Housing starts drop underscores economic woes
WASHINGTON (Reuters) - New construction of homes fell more than expected in August, dragging on economic growth and keeping pressure on President Barack Obama to do more to help the sputtering economy.
Housing starts dropped 5 percent, the most since April, to a seasonally adjusted annual rate of 571,000 units, the Commerce Department said on Tuesday.
Economists polled by Reuters had forecast groundbreaking activity would fall to only a 590,000-unit rate in August. Housing starts are at less than a third of their peak during the housing boom.
"The housing market is not only bad, but still missing low expectations," said Sal Catrini, a managing director for equities at Cantor Fitzgerald & Co in New York.
An overhang of previously owned homes on the market has left builders with little appetite to break ground on new projects and is frustrating the economy's recovery from the 2007-09 recession.
The housing market "won't improve until the labor market improves substantially and that doesn't look like that would happen this year," said Scott Brown, chief economist at Raymond James in St. Petersburg, Florida.
Housing has been a persistent headwind to the U.S. recovery, although now it only accounts for about 2.4 percent of gross domestic product, down from about 6.1 percent reached during the housing boom.
U.S. stock prices rose as investors shook off the data and turned their focus to a two-day meeting the Federal Reserve that kicked off on Tuesday. The Fed is expected to end its meeting with a decision to take further steps to aid the economy. U.S. Treasury debt prices were little changed.
The ongoing weakness in housing keeps pressure on the White House to provide more support.
Obama, who is struggling with a 9.1 percent unemployment rate that imperils his re-election bid next year, has proposed a $447 billion stimulus package combining tax cuts with infrastructure spending and extended jobless benefits.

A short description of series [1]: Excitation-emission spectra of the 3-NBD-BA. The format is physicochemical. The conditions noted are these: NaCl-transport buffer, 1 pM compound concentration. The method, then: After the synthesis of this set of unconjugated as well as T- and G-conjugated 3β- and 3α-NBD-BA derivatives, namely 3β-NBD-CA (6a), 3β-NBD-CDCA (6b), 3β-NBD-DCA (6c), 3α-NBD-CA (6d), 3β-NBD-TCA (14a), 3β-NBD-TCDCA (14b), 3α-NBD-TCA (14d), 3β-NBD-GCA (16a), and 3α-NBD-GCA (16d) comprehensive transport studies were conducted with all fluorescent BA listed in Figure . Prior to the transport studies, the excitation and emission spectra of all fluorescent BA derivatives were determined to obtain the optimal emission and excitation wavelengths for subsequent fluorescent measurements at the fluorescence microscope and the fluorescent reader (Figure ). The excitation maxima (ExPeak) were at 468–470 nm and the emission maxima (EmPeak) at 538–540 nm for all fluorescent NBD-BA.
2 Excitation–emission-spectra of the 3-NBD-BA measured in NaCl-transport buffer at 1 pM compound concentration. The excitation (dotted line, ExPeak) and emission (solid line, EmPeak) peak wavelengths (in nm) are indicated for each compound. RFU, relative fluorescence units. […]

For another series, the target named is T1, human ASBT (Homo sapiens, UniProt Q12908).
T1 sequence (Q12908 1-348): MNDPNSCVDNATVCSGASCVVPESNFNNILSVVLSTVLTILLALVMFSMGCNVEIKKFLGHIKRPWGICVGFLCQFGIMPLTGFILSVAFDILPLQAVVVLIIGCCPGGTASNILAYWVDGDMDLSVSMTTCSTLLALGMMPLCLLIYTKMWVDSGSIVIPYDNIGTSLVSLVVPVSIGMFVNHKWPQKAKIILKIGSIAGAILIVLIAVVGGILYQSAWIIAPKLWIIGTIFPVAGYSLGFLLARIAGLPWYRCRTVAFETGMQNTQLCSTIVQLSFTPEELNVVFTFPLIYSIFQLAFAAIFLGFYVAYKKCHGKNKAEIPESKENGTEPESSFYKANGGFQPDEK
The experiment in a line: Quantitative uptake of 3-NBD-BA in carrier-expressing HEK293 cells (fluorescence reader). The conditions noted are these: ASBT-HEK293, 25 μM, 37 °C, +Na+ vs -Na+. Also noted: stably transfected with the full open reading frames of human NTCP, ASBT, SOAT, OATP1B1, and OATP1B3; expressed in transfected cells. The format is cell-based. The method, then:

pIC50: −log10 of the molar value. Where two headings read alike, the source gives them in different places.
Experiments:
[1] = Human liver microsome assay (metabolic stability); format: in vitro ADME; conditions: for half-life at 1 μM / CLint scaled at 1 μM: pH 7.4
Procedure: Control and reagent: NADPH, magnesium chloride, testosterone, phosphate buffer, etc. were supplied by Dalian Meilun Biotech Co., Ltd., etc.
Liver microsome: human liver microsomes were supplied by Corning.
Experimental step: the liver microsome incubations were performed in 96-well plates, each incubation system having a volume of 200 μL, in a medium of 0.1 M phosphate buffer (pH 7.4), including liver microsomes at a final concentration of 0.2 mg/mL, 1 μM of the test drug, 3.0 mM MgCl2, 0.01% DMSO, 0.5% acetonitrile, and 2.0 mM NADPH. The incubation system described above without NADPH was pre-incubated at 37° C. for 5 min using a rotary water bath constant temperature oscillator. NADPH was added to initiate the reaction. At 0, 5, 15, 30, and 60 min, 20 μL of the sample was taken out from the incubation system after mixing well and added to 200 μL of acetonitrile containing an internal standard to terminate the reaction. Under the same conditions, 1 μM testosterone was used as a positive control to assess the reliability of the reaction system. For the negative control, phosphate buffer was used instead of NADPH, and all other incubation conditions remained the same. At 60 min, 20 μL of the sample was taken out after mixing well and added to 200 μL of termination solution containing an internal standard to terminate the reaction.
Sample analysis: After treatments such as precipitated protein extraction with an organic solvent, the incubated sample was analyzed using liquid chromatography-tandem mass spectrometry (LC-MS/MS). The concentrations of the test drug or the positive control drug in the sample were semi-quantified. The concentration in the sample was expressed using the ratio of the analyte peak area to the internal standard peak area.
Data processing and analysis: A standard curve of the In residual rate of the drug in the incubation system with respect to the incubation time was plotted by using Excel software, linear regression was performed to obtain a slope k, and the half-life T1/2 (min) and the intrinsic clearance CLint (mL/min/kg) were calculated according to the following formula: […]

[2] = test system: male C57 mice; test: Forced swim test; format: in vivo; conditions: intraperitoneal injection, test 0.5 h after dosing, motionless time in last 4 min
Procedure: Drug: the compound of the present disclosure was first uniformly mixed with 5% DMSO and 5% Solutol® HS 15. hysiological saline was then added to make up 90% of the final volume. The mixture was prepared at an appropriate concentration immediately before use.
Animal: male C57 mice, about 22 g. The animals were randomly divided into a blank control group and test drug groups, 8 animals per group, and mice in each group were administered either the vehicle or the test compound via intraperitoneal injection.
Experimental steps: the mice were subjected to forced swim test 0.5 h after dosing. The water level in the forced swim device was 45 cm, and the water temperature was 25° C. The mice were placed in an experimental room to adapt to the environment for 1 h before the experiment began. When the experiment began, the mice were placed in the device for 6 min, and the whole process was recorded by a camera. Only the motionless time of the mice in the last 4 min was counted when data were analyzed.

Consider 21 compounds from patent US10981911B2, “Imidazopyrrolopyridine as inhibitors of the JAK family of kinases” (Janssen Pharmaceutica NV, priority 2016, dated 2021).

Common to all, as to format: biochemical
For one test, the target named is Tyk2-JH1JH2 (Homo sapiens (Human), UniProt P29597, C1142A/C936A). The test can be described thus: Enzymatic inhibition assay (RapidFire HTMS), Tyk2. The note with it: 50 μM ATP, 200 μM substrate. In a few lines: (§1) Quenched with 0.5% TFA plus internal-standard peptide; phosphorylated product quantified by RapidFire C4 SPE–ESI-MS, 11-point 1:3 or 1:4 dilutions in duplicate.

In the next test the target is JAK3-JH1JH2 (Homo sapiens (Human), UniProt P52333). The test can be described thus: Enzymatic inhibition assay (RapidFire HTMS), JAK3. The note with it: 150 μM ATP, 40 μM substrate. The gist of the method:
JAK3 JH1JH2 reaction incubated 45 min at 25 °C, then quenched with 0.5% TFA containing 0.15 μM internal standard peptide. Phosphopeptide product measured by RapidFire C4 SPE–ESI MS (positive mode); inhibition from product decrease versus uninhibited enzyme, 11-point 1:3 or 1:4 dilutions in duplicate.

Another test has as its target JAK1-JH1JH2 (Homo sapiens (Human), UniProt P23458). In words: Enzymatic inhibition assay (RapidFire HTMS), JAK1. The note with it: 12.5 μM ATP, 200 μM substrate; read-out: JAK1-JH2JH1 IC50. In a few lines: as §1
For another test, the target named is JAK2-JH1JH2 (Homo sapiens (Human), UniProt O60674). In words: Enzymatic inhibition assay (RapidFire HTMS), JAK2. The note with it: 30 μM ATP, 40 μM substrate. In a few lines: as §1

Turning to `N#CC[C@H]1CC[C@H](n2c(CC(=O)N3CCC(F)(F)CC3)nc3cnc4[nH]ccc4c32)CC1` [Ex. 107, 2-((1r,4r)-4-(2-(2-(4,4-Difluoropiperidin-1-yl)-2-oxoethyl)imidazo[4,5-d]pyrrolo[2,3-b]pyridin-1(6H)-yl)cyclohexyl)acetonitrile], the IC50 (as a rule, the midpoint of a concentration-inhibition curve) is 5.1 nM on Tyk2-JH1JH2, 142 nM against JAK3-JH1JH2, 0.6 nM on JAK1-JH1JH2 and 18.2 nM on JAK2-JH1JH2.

The administration is also working with the Federal Housing Finance Agency, a regulator, to try to expand a program that helps distressed borrowers with government-backed loans.
Some other government props for the sector, however, are set to fall away. At the end of this month, the size of the loans federal housing agencies can purchase will fall, and next year government-controlled mortgage companies Fannie Mae and Freddie Mac will begin to raise fees on the loans they purchase.
The fall in new residential construction in August may have been fueled in part by tropical storms, including Hurricane Irene, which pummeled the East Coast at the end of the month. Starts in the Northeast fell 29.1 percent.
Most of the weakness in new construction nationwide was concentrated in the multi-family housing sector, where starts dropped 13.5 percent.
Single-family home construction -- which accounts for a larger share of the market -- slipped 1.4 percent.
With overall economic growth looking less steady, the International Monetary Fund warned on Tuesday the United States could slip back into recession.
However, the consensus view among economists is that the country will dodge that bullet.
Heavy manufacturer Caterpillar Inc on Tuesday reported a slight acceleration in machinery sales to North American dealers in the three months through August, a sign demand remains steady.
In another upbeat sign, General Motors reached a tentative deal to create more than 6,000 U.S. factory jobs, union officials said.
The housing sector also saw a glimmer of hope in Tuesday's data, with permits for future construction up 3.2 percent in August. A day earlier, home-builder Lennar Corp had forecast a strong fourth quarter.
Still, the sector does not look ready to provide much support to economic growth anytime soon.
"Housing isn't going anywhere fast," said Sean Incremona, an economist at 4Cast in New York. "The permits side is a little bit more positive looking, but it doesn't look like things are really finding their way off the ground."
(Additional reporting by Caroline Valetkevitch and Richard Leong in New York, Editing by Andrea Ricci and Neil Stempleman)
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